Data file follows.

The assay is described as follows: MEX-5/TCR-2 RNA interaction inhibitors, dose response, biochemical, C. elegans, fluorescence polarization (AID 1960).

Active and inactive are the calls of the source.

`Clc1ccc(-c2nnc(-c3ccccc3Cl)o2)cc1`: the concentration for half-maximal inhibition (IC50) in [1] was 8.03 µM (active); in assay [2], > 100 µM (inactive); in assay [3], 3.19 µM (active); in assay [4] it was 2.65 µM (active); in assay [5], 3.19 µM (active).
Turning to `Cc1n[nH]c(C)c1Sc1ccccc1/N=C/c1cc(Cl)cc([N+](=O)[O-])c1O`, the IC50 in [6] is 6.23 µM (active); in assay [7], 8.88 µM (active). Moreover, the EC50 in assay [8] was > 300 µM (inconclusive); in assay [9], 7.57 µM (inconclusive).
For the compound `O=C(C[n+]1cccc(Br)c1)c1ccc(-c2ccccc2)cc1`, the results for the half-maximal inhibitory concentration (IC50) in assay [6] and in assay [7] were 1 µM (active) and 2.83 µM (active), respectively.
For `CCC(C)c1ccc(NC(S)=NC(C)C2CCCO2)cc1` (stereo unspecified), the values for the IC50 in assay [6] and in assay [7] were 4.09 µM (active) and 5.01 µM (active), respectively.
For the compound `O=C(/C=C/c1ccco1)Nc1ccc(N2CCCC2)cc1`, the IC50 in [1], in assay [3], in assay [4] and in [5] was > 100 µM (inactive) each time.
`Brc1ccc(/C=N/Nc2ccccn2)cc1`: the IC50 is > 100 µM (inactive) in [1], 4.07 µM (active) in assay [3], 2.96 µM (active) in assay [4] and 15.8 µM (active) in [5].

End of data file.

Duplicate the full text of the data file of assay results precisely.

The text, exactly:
The assay is described as follows: MEX-5/TCR-2 RNA interaction inhibitors, dose response, biochemical, C. elegans, fluorescence polarization (AID 1960).

Active and inactive are the calls of the source.

`Clc1ccc(-c2nnc(-c3ccccc3Cl)o2)cc1`: the concentration for half-maximal inhibition (IC50) in [1] was 8.03 µM (active); in assay [2], > 100 µM (inactive); in assay [3], 3.19 µM (active); in assay [4] it was 2.65 µM (active); in assay [5], 3.19 µM (active).
Turning to `Cc1n[nH]c(C)c1Sc1ccccc1/N=C/c1cc(Cl)cc([N+](=O)[O-])c1O`, the IC50 in [6] is 6.23 µM (active); in assay [7], 8.88 µM (active). Moreover, the EC50 in assay [8] was > 300 µM (inconclusive); in assay [9], 7.57 µM (inconclusive).
For the compound `O=C(C[n+]1cccc(Br)c1)c1ccc(-c2ccccc2)cc1`, the results for the half-maximal inhibitory concentration (IC50) in assay [6] and in assay [7] were 1 µM (active) and 2.83 µM (active), respectively.
For `CCC(C)c1ccc(NC(S)=NC(C)C2CCCO2)cc1` (stereo unspecified), the values for the IC50 in assay [6] and in assay [7] were 4.09 µM (active) and 5.01 µM (active), respectively.
For the compound `O=C(/C=C/c1ccco1)Nc1ccc(N2CCCC2)cc1`, the IC50 in [1], in assay [3], in assay [4] and in [5] was > 100 µM (inactive) each time.
`Brc1ccc(/C=N/Nc2ccccn2)cc1`: the IC50 is > 100 µM (inactive) in [1], 4.07 µM (active) in assay [3], 2.96 µM (active) in assay [4] and 15.8 µM (active) in [5].